ON JULY 19, 2004, I didn’t die.
I can talk now about what happened that day, but it’s enough to know that I lost friends in a mortar attack in Baghdad. Pfc. Charles Persing, who had pushed me away and took the brunt of the blast, and Sgt. Dale Lloyd, my team leader who had run to help, both died that day. Two other friends, Sgt. Mike Ramirez and Spc. James O’Leary, and my team leader, Staff Sgt. Keith Adams, were injured.
Physically, I was unhurt, but I was living with the loss of my friends, recurring nightmares of the events of the day, and an overwhelming guilt for being alive. I’m not even really sure you could call it living. I felt worthless; although I was newly married with a daughter, I thought about suicide.
I didn’t know what to call it then, but I was suffering from survivor guilt and post-traumatic stress disorder. The only people I could listen to were those who had been there with me. Hearing from them that they cared for me and that I could be proud of myself and my service meant so much more somehow than hearing it from my family, who love you in spite of a turmoil they don’t understand.
I had to get better not only to care for my family but to honor the friends we had lost by living a full life.
I underwent treatment at the VA, which involved group therapy sessions and meeting with counselors. But the thing that broke through more than any session was talking one-on-one with veterans of the Vietnam War. Those guys put me on a personal mission. “Don’t let your generation become like ours,” they told me. “Make your buddies aware, make the public aware.”
I could tell them things — one guy in particular. With all the doctors and social workers and other vets there, this big, tough Vietnam vet chose me to share a story that, although half a world and four decades apart, was a lot like mine. As he helped me, I was helping him, too.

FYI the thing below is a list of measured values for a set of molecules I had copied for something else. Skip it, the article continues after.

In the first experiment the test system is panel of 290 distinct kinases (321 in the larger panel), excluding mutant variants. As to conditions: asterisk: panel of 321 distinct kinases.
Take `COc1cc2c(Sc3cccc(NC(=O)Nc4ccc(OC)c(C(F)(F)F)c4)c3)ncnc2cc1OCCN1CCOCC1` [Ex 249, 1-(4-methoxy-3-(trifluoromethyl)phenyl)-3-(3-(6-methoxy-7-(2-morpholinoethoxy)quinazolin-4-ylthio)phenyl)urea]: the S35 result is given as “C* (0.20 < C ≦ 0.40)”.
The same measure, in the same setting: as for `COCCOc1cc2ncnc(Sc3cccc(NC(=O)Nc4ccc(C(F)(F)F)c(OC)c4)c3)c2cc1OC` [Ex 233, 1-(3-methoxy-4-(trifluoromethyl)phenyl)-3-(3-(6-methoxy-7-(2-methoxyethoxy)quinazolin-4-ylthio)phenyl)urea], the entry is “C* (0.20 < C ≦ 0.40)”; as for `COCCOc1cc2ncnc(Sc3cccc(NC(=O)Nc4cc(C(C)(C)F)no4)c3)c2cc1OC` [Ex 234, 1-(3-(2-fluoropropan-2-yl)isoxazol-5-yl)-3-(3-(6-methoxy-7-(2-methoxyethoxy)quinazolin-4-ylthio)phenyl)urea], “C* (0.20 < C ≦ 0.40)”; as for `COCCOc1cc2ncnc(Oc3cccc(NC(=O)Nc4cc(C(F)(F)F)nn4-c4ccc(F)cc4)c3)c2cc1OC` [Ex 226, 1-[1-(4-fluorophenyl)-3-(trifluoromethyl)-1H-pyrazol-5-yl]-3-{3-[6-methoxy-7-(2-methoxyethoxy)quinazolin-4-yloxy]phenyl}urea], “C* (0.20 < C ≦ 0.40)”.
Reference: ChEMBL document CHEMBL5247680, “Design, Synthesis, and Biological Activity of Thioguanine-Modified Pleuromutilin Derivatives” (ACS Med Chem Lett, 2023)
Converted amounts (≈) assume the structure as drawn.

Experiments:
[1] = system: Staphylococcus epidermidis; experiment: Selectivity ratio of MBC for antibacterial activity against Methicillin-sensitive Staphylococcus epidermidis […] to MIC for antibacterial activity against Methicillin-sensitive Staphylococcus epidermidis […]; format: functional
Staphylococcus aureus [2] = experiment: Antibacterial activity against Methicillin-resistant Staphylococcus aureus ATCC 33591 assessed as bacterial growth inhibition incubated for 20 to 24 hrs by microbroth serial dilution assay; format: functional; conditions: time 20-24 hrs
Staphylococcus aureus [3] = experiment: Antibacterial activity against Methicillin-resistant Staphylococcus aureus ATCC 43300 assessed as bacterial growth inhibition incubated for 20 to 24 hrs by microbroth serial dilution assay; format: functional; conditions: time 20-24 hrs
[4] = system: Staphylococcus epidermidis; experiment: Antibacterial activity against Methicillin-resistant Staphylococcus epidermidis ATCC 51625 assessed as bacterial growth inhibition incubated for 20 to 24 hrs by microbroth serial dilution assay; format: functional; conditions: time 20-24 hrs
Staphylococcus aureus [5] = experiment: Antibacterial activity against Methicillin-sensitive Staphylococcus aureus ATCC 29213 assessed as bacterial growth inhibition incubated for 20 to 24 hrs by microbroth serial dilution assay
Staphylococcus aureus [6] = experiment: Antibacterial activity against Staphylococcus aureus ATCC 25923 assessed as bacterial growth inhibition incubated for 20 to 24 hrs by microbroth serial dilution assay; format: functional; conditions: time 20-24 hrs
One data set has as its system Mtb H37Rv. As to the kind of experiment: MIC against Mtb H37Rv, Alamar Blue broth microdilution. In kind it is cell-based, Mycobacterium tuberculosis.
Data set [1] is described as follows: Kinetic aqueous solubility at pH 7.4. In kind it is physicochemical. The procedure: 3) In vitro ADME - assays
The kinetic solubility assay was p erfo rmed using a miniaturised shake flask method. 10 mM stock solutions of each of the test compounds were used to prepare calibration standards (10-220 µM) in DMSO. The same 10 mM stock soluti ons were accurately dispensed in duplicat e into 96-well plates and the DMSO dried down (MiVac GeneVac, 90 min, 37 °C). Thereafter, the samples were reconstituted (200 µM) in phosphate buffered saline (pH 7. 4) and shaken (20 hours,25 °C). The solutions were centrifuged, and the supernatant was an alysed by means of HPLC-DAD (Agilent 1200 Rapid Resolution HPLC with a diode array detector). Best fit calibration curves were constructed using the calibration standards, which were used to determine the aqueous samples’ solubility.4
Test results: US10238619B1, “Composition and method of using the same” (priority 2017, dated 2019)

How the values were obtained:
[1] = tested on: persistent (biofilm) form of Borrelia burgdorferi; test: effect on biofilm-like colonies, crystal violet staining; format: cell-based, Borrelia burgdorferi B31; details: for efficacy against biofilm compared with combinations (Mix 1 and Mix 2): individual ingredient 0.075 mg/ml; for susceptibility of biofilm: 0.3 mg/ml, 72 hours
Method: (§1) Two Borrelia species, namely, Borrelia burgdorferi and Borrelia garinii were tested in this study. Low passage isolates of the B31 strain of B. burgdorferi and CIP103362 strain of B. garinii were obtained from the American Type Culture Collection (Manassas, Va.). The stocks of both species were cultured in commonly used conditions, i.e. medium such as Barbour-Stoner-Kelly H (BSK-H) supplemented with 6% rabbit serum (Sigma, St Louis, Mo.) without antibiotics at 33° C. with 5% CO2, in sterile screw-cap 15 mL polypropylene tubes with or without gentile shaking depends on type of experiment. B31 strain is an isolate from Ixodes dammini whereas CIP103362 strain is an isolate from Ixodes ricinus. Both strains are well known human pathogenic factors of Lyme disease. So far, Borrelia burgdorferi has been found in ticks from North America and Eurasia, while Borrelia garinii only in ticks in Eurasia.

This offered me a starting point. I didn’t have to open up completely then, but I could start, little by little, to unload the weight of my emotions and experiences.
If this set me on an upward slope, I reached a peak at a combat-stress retreat run through the Wounded Warrior Project. I didn’t say as much as I could have, and I can’t really explain what that week meant to me. I learned to look at things a different way and to process my feelings differently.
I won’t say that I was cured that week. There is no cure for post-traumatic stress or survivor guilt, just as there is no way to bring Lloyd or Persing back.
But I have fewer, less-intense nightmares. When I have a flashback, I know how to ground myself back into my surrounding reality. I have learned to control my symptoms rather than letting them control me.
A lot of combat veterans believe that asking for help is a sign of weakness. I will admit that I once felt the same, but reaching out saved my life. The help doesn’t need to come from a doctor. It can be another vet, or just someone you can trust. It can be hard to talk. But just take one thing out at a time, something small. You don’t have to dump it all out; just lighten your load, bit by bit, and you’ll get there.
PTSD is a wound. Like any other wound, it will fester and spread if you don’t treat it. Just like you would with a wound to your arm or leg, you treat it, you stop the infection. It may not work quite as it did before, and you may have a scar, but you will start to heal and find strength and ability to do things you didn’t before.
I am pursuing my education now through the TRACK program, working out and loving my wife and daughter. I won’t waste the life that was spared on July 19, 2004, and I will honor the friends I lost by living a better life.
Andrew Coughlan, a Michigan resident, served in the war in Iraq. He is participating in the nonprofit Wounded Warrior Project’s TRACK program, which provides education and transition service to wounded vets in Jacksonville, Fla.
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